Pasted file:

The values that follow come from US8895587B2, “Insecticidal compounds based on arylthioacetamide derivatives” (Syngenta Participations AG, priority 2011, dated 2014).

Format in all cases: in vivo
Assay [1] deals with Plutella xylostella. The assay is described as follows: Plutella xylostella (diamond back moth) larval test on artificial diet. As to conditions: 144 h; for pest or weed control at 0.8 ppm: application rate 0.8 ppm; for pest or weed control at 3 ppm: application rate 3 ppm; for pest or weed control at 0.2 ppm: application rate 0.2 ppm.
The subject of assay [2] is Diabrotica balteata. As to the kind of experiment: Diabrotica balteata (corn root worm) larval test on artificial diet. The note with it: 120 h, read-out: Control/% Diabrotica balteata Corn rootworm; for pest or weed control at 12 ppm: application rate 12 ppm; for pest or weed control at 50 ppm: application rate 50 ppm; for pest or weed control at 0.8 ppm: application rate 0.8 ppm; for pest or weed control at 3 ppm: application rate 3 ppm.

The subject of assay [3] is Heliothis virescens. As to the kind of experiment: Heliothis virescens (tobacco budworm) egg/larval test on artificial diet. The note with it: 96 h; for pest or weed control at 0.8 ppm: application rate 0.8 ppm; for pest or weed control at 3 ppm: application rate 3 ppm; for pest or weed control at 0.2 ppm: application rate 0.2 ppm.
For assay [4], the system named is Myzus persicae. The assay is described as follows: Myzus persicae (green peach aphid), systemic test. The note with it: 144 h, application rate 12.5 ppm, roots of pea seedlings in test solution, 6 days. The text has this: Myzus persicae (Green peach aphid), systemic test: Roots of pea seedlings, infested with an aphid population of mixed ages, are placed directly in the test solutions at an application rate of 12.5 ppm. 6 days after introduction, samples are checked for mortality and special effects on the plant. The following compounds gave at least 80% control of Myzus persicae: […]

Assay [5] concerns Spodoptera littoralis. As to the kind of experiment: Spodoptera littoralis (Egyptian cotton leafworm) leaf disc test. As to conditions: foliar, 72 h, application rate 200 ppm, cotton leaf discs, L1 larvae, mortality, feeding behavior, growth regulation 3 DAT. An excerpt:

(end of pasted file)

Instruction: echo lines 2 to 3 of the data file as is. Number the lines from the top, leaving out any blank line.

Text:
Format in all cases: in vivo
Assay [1] deals with Plutella xylostella. The assay is described as follows: Plutella xylostella (diamond back moth) larval test on artificial diet. As to conditions: 144 h; for pest or weed control at 0.8 ppm: application rate 0.8 ppm; for pest or weed control at 3 ppm: application rate 3 ppm; for pest or weed control at 0.2 ppm: application rate 0.2 ppm.